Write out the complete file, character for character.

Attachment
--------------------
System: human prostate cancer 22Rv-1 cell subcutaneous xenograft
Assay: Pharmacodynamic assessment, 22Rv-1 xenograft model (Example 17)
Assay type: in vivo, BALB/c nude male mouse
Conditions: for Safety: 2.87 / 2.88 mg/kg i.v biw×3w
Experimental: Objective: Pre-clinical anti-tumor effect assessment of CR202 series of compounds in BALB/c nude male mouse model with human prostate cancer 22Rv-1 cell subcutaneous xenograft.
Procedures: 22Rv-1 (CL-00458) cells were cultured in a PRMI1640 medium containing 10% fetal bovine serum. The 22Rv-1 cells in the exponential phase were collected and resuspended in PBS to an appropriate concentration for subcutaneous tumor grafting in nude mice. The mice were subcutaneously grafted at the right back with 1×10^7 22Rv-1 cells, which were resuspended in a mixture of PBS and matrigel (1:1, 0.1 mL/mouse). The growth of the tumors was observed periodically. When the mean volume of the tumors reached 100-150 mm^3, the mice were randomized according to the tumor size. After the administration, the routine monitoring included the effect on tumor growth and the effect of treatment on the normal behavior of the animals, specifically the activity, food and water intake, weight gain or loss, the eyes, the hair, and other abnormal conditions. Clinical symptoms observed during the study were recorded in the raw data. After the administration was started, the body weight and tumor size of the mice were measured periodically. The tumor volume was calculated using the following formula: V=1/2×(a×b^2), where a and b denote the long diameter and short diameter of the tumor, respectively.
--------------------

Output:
System: human prostate cancer 22Rv-1 cell subcutaneous xenograft
Assay: Pharmacodynamic assessment, 22Rv-1 xenograft model (Example 17)
Assay type: in vivo, BALB/c nude male mouse
Conditions: for Safety: 2.87 / 2.88 mg/kg i.v biw×3w
Experimental: Objective: Pre-clinical anti-tumor effect assessment of CR202 series of compounds in BALB/c nude male mouse model with human prostate cancer 22Rv-1 cell subcutaneous xenograft.
Procedures: 22Rv-1 (CL-00458) cells were cultured in a PRMI1640 medium containing 10% fetal bovine serum. The 22Rv-1 cells in the exponential phase were collected and resuspended in PBS to an appropriate concentration for subcutaneous tumor grafting in nude mice. The mice were subcutaneously grafted at the right back with 1×10^7 22Rv-1 cells, which were resuspended in a mixture of PBS and matrigel (1:1, 0.1 mL/mouse). The growth of the tumors was observed periodically. When the mean volume of the tumors reached 100-150 mm^3, the mice were randomized according to the tumor size. After the administration, the routine monitoring included the effect on tumor growth and the effect of treatment on the normal behavior of the animals, specifically the activity, food and water intake, weight gain or loss, the eyes, the hair, and other abnormal conditions. Clinical symptoms observed during the study were recorded in the raw data. After the administration was started, the body weight and tumor size of the mice were measured periodically. The tumor volume was calculated using the following formula: V=1/2×(a×b^2), where a and b denote the long diameter and short diameter of the tumor, respectively.